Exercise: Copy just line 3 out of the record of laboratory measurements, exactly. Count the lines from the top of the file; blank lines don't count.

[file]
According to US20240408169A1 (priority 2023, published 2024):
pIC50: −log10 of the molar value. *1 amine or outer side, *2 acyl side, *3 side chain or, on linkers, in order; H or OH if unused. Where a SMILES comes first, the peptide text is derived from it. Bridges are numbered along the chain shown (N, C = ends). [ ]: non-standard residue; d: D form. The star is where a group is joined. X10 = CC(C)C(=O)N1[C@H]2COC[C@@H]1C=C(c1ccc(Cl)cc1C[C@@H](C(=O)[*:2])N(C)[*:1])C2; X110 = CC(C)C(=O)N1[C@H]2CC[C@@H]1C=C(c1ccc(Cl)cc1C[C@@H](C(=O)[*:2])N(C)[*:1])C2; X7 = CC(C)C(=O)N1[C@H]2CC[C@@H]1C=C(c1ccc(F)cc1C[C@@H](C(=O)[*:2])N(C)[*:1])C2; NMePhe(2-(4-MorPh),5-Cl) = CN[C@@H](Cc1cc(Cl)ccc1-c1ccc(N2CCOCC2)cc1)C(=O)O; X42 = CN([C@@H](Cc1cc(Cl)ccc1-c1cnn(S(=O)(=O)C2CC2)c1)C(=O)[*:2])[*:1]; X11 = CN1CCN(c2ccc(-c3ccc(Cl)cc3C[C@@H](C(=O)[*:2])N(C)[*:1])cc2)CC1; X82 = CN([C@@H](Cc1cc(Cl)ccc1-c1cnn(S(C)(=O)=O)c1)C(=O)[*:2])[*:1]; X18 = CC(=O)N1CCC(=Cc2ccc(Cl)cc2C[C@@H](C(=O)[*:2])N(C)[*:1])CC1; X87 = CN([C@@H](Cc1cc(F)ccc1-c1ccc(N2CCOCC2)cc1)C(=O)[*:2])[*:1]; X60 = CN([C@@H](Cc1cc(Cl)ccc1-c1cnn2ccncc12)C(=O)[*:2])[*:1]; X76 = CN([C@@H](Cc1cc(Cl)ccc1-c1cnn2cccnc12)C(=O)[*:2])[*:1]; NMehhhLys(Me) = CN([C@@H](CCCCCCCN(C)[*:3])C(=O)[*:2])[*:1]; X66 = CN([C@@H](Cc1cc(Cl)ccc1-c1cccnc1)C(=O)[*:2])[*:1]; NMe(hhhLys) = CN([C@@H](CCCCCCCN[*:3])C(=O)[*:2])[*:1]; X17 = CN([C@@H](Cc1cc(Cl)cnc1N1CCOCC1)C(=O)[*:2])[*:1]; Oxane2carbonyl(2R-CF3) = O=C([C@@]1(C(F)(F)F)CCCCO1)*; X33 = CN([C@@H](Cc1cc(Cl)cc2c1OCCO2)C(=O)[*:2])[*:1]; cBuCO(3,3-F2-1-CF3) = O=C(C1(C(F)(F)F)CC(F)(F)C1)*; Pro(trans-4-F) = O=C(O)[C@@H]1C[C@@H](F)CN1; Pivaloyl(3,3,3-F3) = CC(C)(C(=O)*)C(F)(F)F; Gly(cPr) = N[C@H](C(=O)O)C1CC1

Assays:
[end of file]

Assays: